Already this growing season, it has been a tale of two opposites for some farmers, including many in southwest Indiana. Agronomist Matt Parmer says many soybean growers got off to a very fast start in the month of April.
“We got more beans planted this year in the month of April than we probably ever have,” he said, “and last year we never got a chance to plant any beans in April. So, this was a really big opportunity for us.”
But corn planting and early development has been anything but fast, most specifically with no till corn.
“I can’t say that I’ve seen any perfect stands out there, and we certainly had a lot of corn that did not emerge uniformly at all. But despite that, because we were getting so few heat units, even corn that had emerged well over 48 hours difference from their neighbors, they’re actually all in the same stage. So the corn that’s up is pretty fairly uniform.”
Parmer said the lack of heat and even moisture had emerged corn look nearly translucent, to an ugly, pale yellow color. But as it heated up in the last week the plants are green again and he expects the crop to take off.
Saturated soils are more common this week, so Parmer will monitor whether crown rot will be an issue. The disease he is most concerned about “if we stay saturated is going to be Physoderma and spraying in that early time frame, especially being proactive on that disease, it will be a disease we’ll be on the watch for. One thing we found out is if we wait until that tassel time it’s just too late for Physoderma.”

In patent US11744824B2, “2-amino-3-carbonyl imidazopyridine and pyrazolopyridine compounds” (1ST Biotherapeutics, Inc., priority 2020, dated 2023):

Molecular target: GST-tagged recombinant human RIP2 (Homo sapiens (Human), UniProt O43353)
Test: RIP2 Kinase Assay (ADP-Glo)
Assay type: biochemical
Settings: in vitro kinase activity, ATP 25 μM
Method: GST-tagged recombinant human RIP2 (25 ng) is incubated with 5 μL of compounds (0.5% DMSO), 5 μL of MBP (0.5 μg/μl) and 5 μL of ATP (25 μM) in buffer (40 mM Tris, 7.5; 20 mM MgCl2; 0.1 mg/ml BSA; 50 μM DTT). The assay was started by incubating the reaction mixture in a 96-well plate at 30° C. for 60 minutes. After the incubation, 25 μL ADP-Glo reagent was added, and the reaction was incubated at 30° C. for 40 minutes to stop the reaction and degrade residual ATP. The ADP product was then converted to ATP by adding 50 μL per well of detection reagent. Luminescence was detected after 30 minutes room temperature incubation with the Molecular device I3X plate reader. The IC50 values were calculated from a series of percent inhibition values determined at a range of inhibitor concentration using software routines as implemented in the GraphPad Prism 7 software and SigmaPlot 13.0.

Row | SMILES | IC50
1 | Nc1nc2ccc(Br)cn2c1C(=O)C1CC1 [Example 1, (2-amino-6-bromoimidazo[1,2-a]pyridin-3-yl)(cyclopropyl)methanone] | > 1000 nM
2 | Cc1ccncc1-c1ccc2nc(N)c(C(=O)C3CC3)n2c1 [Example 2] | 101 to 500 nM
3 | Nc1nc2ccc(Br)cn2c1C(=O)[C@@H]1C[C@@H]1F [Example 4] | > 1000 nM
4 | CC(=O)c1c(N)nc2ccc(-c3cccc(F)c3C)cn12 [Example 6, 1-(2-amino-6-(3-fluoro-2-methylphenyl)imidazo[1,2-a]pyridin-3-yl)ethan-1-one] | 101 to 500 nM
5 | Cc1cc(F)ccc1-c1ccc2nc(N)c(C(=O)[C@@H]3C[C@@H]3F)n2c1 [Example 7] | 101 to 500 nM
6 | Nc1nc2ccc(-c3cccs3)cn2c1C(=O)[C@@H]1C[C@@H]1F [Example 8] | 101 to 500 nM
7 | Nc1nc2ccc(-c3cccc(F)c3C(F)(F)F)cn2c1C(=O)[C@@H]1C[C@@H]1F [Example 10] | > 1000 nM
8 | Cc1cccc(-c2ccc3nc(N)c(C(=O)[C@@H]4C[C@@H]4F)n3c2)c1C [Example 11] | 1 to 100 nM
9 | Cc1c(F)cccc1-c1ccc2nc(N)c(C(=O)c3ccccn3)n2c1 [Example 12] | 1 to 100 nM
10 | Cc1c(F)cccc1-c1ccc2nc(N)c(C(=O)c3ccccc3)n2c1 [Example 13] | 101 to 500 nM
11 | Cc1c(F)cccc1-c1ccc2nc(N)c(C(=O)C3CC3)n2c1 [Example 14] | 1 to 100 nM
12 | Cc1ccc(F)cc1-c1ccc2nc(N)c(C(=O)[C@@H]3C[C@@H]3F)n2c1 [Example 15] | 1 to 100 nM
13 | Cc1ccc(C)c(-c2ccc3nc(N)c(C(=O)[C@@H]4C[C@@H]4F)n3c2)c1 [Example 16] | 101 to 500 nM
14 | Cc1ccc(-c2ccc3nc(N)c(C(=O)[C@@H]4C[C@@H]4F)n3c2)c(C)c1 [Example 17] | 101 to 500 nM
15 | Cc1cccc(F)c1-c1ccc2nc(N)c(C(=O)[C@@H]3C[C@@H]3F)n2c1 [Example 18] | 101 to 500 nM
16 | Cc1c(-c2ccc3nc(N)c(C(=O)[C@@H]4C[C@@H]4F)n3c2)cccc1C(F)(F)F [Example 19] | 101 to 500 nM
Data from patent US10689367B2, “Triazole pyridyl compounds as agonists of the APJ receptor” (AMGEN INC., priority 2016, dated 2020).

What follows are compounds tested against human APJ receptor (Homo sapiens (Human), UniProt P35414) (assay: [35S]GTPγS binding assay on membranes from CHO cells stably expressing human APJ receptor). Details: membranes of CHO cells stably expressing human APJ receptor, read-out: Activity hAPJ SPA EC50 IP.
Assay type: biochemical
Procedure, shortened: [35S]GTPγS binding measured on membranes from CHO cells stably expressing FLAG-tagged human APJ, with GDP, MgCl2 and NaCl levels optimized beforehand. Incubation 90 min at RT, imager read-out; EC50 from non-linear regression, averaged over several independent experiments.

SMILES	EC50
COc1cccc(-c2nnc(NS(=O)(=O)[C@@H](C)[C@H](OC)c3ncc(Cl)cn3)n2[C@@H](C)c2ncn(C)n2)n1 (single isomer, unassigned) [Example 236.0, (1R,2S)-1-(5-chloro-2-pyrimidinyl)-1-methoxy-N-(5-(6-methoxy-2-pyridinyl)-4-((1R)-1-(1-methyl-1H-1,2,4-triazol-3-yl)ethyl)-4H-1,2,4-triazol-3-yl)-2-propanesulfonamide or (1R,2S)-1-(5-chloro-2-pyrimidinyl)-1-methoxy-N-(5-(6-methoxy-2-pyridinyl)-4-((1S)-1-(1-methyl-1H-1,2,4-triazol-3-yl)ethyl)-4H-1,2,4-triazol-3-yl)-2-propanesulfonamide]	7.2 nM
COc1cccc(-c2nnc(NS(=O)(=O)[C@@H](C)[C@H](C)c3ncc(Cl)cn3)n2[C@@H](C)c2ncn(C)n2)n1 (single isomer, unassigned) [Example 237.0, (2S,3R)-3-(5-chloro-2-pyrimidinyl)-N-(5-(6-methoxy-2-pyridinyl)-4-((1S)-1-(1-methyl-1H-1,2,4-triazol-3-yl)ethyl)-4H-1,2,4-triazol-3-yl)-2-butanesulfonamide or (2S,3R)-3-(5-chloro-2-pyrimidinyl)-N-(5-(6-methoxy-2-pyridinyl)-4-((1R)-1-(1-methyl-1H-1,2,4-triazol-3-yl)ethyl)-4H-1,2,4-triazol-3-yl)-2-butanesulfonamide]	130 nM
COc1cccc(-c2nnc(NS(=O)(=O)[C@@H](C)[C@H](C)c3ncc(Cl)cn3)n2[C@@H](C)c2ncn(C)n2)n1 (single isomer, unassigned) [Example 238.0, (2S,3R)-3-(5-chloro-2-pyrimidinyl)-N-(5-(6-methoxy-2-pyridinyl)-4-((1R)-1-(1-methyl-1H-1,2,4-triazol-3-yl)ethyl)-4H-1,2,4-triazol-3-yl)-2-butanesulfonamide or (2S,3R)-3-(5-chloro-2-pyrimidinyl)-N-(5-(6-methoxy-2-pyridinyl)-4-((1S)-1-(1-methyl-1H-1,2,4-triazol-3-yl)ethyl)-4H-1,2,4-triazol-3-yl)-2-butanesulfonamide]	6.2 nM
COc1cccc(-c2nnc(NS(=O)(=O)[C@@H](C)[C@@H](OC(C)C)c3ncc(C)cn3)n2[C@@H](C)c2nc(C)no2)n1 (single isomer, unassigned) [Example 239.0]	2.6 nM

“Most of southwest Indiana over the weekend got nailed with anywhere from 2 to 3 plus inches, pretty widespread,” he told HAT. “So rivers are coming up and we’re going to lose a few beans to that, but from the standpoint of soybeans we’re off to a really early start and we’re pretty fortunate to have so many beans in the ground.”
Matt Parmer is with DEKALB/Asgrow.